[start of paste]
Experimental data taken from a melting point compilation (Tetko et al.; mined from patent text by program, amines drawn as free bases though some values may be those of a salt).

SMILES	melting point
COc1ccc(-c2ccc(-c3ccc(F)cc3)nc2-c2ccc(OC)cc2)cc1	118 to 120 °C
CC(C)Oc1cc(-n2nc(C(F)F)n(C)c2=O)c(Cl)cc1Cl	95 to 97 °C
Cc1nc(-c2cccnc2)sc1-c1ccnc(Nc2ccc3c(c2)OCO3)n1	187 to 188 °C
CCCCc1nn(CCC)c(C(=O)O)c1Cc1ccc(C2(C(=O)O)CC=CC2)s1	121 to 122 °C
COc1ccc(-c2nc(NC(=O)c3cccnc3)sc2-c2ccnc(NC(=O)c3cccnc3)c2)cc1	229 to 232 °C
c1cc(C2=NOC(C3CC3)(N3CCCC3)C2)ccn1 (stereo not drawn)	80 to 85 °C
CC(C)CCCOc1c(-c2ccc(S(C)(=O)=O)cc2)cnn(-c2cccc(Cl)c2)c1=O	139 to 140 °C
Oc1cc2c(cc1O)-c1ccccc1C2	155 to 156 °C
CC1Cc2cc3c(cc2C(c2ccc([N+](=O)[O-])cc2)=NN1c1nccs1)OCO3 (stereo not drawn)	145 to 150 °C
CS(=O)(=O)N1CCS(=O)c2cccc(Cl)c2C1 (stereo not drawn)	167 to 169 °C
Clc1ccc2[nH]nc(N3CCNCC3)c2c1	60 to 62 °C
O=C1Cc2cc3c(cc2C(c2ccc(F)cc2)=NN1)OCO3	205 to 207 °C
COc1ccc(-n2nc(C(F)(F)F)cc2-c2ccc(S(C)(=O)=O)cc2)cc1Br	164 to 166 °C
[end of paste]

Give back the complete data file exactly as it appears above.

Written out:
Experimental data taken from a melting point compilation (Tetko et al.; mined from patent text by program, amines drawn as free bases though some values may be those of a salt).

SMILES	melting point
COc1ccc(-c2ccc(-c3ccc(F)cc3)nc2-c2ccc(OC)cc2)cc1	118 to 120 °C
CC(C)Oc1cc(-n2nc(C(F)F)n(C)c2=O)c(Cl)cc1Cl	95 to 97 °C
Cc1nc(-c2cccnc2)sc1-c1ccnc(Nc2ccc3c(c2)OCO3)n1	187 to 188 °C
CCCCc1nn(CCC)c(C(=O)O)c1Cc1ccc(C2(C(=O)O)CC=CC2)s1	121 to 122 °C
COc1ccc(-c2nc(NC(=O)c3cccnc3)sc2-c2ccnc(NC(=O)c3cccnc3)c2)cc1	229 to 232 °C
c1cc(C2=NOC(C3CC3)(N3CCCC3)C2)ccn1 (stereo not drawn)	80 to 85 °C
CC(C)CCCOc1c(-c2ccc(S(C)(=O)=O)cc2)cnn(-c2cccc(Cl)c2)c1=O	139 to 140 °C
Oc1cc2c(cc1O)-c1ccccc1C2	155 to 156 °C
CC1Cc2cc3c(cc2C(c2ccc([N+](=O)[O-])cc2)=NN1c1nccs1)OCO3 (stereo not drawn)	145 to 150 °C
CS(=O)(=O)N1CCS(=O)c2cccc(Cl)c2C1 (stereo not drawn)	167 to 169 °C
Clc1ccc2[nH]nc(N3CCNCC3)c2c1	60 to 62 °C
O=C1Cc2cc3c(cc2C(c2ccc(F)cc2)=NN1)OCO3	205 to 207 °C
COc1ccc(-n2nc(C(F)(F)F)cc2-c2ccc(S(C)(=O)=O)cc2)cc1Br	164 to 166 °C